Igniting Workplace Enthusiasm

Sales Is Easy, So Why Do We Make It So Hard?


The object of a sale is to exchange a good or a service for money. The degree to which that money can exceed the variable and fixed costs associated with delivering it, determines the success and longevity of the company. We all know that nothing happens in business without a sale. If that is the case then salespeople have a critical role to produce as much revenue as possible for the firm. There are prices set for goods and services. Goods are tangible items and plotting the costs and the margin of profit are relatively straight forward. Buy low and sell high is an old business maxim. Services are more difficult to price because they are intangibles. In both cases, the value proposition of the price against what is being delivered, is the communication piece that salespeople have to master in order to be successful.

Imagine my surprise, as an expert in sales training, when I meet salespeople who have not spent even one second trying to master the bridging of the gap between value and cost. Sitting in the audience at a speaker event, next to a thirtyish Japanese sale’s guy, I was astounded by a few things he said as we discussed selling over lunch. I was interested in hearing what his sales process was. He didn’t really understand my question because he had no defined process. He had been selling for this firm for seven years so he was an experienced salesperson.
He contacts a lead, gets an appointment, shows up and explains the service and submits a quote, he told me. Really? On the blank side of meal menu, I mapped out the elements of the sales process for him. Prepare for the meeting and focus your intention on one thing – getting the re-order, not just the solitary sale. Build trust through establishing rapport. Create interest by asking extremely well designed questions to understand the client’s needs. Now tell the client whether we can help them or not and if we can, explain the how of our solution. There may be points of insufficient clarity, concerns, hesitations or downright objections to what we are proposing. We need to deal with those before we proceed to ask for the order, and then we do the follow up to deliver the service or good.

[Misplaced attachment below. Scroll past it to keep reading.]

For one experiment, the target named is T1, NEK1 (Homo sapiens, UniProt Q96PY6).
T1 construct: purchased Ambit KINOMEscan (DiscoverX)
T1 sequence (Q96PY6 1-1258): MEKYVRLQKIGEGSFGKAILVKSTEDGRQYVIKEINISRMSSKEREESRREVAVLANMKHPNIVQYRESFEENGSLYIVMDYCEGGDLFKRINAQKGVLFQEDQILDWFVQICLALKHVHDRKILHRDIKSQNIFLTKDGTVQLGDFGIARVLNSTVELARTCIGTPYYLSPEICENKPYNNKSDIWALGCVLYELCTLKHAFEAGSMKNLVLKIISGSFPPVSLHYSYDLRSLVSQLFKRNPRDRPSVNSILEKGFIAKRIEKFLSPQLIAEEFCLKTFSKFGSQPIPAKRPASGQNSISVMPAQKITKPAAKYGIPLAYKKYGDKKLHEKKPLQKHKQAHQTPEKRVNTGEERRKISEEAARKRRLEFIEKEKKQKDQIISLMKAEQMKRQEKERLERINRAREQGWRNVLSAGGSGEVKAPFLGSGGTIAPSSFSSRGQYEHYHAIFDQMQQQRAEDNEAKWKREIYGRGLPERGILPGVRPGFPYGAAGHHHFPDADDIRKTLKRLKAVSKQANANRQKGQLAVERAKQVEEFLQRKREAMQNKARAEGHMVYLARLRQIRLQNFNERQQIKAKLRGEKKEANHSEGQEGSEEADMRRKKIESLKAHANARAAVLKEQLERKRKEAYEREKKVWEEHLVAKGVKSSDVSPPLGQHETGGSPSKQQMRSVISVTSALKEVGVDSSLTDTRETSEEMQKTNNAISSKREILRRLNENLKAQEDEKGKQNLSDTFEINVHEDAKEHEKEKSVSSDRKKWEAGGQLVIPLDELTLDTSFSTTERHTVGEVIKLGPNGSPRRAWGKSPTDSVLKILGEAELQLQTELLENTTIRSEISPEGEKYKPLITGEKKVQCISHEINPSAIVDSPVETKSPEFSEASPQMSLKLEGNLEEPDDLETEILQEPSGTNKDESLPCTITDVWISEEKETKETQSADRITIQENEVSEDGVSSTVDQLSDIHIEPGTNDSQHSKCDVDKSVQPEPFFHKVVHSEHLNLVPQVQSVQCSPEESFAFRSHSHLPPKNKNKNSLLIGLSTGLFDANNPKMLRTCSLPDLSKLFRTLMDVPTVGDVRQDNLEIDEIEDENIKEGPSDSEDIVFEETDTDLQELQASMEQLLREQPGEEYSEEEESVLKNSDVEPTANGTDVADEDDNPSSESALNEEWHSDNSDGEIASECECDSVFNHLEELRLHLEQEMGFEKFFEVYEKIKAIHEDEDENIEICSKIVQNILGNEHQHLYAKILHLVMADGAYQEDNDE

He was impressed by this structural approach to the sales call, as he should have been, because he was doing it the hard way. Having a roadmap makes the whole process much easier for both buyer and seller. I then asked him what does he do when the buyer says, "too expensive". His answer had me reeling. With a cherubic mien, he told me he offered to "drop the price". Incredulous, I asked "by how much do you usually drop it?". He quoted 20% as the number. There were four other sales people in that team and if that is how they roll over there, then that is an expensive first response to client pushback on pricing.
Here is the snapper – do you know what is happening inside your team? Are they also dropping the price immediately as their first counter to an objection on the money? If they are then there is a huge amount of firm success and longevity being strewn on the ground here. What a waste.
He was an experienced guy but that was the best he could come up with? Why would that be? He didn’t have any other knowledge about how to deal with that type of situation. Do you think price comes up fairly regularly in sales conversations with buyers? Of course it does, so how could this continue like this, as if it were acceptable. That is the point, in Japan, these types of low levels of sales professionalism are the norm and not the exception. It is tolerated because everyone is the same – hopeless.
He should have said, "why do you say that" when told it was too expensive? Was the price objection genuine, a ruse, sport negotiation, time bound, or irrelevant because they haven’t seen enough value yet to understand the price point? There will be one highest priority element in the too expensive objection. It might be the actual volume of cash involved, budget allocation timings, internal competing project competition concerns, etc. Which one is it – we need to know.
I have been told "too expensive", which I recognise is a short form summary of a host of reasons for not proceeding. When I questioned the why, it was a "budget issue". Now as sale’s professionals we have to dig deeper, "why is it a budget issue?". "Because that number will exceed our budget allocation for that quarter".
That means it is not too expensive after all. It is just too expensive if paid in one quarter but fully capable of purchase if the payments are split across quarters. Except you would never know that, if your response was to drop your price by 20%. Would you be willing to help the client out and split the payments across quarters? I would guess you would prefer that to having to drop your price.
The moral of this story is to take a very detailed look at what your salespeople are doing. Don’t confuse seven years of sales experience with one year of experience seven times. Also, don’t imagine that they have a process, that they know how to explain the value or to deal with objections. Based on what we see in our sales training classes and talking with clients, in japan, the chances of that being the case are very, very low.



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